Thibault Lescuyer


Is supporting microcredit one of the Christmas-time solidarity gestures?

We are seeing an increasing number of acts of generosity over the festive season, with welfare associations being the first to benefit. Microfinance is gradually profiting from this seasonal kindness and microcredit cards are starting to appear in the USA among ideas for “responsible” gifts.

Christmas, a crucial period for donations to associations

For many, the festive season is a time of presents and feasting, for others it is one of loneliness and precariousness. But it’s also a period of solidarity – for a long time now, the end of the year has meant giving donations to the most disadvantaged. Over and above emergency situations, “it’s at Christmas time that people are the most generous to charitable associations,” notes Alexis Vandérivière, whose fund-raising agency Adfinitas helps NGOs collect donations.

For some NGOs, collecting donations at Christmas time is their traditional activity. For instance, the association “Les Petits Frères des Pauvres” needs money for organising hundreds of Christmas meals. However, even for associations that are less directly involved in Christmas, this time of year generates a considerable amount of their annual finances. Alexis Vandérivière points out that many obtain up to 30% of annual donations during the last quarter of the year.

For Jacques Gotbout, a Canadian sociologist who specialises in donations, associations do indeed benefit from this time of year, but donors get a fair deal too. The end of the year, writes Jacques Gotbout, is also “a period of over-indulgence (which the market – always on the lookout for a windfall – cashes in on) for us to break the rules of the game and discover what links us to our fellow humans, to feel the social connection.”

Give someone a microcredit gift card for Christmas

Out of the numerous appeals for donation, a new one has emerged: “Do you dread the folly of end-of-the-year purchases – the queues, the crowds of people, the noisy music…? There’s a better choice available: you can give something to those you care about and at the same time co-finance Kiva borrowers!” This online gift idea is in fact the Kiva Gift Card, a gift card to choose between 25 and 10,000 dollars, giving the beneficiary a free loan on the Kiva website. The donor pays the loan and the recipient chooses the entrepreneur. Kiva Gift Cards are more and more on the front pages of the mass media, hunting for original ideas with a festive twist. And the idea is catching on – although receiving less media attention, there are Opportunity International gift cards, one of the main worldwide microfinance networks.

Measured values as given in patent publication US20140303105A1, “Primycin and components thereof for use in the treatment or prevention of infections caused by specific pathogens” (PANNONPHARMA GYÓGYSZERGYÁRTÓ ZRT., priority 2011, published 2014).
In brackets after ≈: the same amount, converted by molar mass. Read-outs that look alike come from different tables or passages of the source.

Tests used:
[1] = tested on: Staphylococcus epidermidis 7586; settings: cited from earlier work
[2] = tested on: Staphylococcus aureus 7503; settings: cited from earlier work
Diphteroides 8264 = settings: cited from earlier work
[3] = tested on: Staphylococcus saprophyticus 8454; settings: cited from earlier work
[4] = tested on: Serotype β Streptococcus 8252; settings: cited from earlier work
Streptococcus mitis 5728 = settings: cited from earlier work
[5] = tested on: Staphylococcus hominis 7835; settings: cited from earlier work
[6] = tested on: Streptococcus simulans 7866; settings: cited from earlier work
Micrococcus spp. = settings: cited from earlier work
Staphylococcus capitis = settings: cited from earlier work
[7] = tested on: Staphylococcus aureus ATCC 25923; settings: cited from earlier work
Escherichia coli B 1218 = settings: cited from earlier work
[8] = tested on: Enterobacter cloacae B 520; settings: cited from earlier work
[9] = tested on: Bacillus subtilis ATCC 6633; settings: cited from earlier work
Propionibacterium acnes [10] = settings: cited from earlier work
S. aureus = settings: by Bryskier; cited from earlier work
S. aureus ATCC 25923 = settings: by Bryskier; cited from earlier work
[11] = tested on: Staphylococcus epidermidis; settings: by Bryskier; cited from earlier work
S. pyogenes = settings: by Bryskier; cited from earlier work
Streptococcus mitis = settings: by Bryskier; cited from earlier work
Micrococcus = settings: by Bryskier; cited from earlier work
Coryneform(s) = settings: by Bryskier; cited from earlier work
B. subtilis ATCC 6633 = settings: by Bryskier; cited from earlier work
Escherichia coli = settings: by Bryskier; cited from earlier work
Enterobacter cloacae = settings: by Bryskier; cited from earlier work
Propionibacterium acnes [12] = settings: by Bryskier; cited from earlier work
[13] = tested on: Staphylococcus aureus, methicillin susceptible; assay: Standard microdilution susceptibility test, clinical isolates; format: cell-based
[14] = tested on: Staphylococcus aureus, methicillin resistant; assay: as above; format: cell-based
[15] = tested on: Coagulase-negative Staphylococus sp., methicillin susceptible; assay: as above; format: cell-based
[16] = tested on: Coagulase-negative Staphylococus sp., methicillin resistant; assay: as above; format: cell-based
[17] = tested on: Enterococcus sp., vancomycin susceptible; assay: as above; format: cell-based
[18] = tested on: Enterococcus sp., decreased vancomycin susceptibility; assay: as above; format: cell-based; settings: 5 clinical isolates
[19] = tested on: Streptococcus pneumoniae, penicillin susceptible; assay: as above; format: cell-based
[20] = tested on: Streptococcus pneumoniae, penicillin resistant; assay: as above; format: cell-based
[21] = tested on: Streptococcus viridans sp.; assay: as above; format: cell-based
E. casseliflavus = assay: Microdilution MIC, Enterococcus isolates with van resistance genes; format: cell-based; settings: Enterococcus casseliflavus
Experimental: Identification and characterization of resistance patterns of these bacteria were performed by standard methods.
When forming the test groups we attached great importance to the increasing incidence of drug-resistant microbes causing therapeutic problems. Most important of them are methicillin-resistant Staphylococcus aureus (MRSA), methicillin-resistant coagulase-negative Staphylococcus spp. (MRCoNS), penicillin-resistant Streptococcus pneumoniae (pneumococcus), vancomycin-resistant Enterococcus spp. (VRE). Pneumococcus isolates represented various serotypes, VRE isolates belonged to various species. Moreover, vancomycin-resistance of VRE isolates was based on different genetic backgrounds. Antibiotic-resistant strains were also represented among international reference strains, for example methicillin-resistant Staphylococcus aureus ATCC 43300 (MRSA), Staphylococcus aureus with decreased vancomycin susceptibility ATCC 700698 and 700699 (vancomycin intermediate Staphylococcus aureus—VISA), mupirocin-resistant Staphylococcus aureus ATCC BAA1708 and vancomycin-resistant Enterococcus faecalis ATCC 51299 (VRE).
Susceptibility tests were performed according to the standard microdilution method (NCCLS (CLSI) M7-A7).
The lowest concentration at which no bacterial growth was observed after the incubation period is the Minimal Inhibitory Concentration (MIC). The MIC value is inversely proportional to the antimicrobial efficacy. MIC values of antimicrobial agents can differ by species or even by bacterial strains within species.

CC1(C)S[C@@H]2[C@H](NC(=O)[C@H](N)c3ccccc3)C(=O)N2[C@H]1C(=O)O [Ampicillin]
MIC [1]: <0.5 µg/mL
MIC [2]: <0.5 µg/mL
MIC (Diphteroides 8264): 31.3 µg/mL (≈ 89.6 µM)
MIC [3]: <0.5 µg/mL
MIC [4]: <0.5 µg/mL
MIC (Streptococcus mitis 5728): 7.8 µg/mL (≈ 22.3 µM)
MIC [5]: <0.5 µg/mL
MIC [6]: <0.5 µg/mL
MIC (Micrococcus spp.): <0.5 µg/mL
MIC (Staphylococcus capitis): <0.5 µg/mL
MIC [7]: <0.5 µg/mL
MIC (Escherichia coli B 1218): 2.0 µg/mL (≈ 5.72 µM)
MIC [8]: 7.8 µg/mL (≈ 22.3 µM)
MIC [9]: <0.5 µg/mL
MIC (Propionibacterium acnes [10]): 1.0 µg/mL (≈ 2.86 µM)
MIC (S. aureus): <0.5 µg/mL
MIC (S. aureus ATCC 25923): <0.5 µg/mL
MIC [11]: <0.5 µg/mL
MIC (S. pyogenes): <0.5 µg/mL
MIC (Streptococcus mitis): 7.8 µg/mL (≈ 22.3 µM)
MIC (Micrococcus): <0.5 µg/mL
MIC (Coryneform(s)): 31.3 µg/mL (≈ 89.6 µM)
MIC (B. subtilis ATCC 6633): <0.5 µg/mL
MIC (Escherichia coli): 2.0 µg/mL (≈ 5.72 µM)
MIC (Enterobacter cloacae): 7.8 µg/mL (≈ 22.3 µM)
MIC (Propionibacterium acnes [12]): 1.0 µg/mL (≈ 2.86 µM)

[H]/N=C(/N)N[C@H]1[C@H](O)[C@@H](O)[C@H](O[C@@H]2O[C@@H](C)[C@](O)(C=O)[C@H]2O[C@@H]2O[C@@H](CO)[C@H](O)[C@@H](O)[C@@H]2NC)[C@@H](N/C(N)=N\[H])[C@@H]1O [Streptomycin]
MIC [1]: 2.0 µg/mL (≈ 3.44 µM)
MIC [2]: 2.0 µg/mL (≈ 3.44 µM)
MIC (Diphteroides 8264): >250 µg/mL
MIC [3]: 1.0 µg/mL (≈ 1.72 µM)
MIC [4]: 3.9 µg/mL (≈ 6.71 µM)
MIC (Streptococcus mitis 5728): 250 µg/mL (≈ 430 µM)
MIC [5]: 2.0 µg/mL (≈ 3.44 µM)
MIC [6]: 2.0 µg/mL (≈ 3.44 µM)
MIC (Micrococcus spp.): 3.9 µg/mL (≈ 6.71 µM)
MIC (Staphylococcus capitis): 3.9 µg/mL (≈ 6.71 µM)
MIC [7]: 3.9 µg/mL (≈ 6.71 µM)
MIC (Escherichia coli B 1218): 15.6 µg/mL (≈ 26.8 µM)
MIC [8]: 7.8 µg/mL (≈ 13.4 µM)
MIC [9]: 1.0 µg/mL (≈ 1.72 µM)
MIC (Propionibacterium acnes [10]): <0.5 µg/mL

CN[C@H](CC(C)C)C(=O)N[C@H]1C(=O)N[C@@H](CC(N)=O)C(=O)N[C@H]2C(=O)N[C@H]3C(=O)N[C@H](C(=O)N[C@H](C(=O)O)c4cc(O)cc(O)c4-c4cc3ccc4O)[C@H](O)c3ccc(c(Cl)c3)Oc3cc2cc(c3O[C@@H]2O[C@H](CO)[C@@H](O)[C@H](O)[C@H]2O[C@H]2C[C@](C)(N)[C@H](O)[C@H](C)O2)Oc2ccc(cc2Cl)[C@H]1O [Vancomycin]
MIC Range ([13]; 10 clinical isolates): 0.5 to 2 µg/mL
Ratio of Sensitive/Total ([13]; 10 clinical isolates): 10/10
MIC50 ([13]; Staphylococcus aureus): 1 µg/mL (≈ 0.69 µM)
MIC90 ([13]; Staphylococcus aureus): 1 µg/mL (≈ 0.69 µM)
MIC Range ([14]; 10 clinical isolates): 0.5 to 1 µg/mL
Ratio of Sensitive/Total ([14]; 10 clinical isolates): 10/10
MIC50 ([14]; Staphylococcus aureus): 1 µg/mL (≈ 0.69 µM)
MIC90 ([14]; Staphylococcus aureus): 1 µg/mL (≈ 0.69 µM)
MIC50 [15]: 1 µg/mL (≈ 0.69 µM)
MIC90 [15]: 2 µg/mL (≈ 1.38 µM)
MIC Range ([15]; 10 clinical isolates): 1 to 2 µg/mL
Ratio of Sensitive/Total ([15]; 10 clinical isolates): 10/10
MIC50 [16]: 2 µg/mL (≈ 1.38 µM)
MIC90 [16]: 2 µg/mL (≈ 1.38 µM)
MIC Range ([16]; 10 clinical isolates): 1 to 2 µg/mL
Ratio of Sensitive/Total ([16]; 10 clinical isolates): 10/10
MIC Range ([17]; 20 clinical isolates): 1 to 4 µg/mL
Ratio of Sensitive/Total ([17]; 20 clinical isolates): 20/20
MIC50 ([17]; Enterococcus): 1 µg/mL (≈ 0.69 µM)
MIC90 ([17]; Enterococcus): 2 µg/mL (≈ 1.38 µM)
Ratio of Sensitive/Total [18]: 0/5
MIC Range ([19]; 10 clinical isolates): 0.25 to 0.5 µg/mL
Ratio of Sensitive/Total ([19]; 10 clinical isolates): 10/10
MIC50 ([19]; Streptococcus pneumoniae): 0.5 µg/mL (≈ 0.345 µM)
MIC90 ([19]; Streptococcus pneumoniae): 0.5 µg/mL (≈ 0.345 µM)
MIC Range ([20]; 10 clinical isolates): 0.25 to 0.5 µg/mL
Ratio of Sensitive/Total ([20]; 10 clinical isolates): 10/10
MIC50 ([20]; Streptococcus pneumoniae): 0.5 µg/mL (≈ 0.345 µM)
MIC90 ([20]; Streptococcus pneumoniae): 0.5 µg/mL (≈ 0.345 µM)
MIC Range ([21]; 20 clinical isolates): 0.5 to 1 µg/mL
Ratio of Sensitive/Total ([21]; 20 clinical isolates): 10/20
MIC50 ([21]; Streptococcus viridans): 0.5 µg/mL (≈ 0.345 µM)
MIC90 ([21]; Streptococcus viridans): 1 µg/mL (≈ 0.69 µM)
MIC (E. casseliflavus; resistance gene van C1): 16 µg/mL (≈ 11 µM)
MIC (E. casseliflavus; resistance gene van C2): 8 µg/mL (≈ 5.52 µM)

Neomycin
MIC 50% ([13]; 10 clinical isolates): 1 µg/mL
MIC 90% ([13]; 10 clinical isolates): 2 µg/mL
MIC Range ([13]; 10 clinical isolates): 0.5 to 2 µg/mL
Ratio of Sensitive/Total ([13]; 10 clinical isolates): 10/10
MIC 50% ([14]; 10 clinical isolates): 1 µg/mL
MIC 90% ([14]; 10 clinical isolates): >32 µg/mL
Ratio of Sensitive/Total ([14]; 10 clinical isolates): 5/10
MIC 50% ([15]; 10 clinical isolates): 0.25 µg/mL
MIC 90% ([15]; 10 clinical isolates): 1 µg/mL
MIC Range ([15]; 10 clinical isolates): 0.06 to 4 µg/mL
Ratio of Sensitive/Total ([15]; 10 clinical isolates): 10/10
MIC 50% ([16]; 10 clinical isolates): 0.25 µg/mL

Bill Clinton and Oprah Winfrey support microcredit

In the USA, several factors contribute to the success of microcredit coverage in the media: on the one hand, online microcredit is actively supported on a long-term basis by several well-known figures, including former president Bill Clinton. He has been praising microcredit websites since his 2007 book “How Each of Us Can Change the World.” From that time on he hasn’t stopped promoting microfinance.

Microcredit has also been supported by Oprah Winfreh, the undisputed Afro-American TV star. In November 2010, she decided to include Kiva Gift Cards in the very exclusive list of her “Favorite Things”. It had immediate success, to the point of crashing the Groupon website, which offered the gift cards at a discount price.

Unlike in the USA, in France microcredit remains a matter for connoisseurs and committed money lenders. Microcredit is therefore gradually setting itself up as a gesture of solidarity in its own right, but there are still oceans to cross for it to establish itself under European Christmas trees.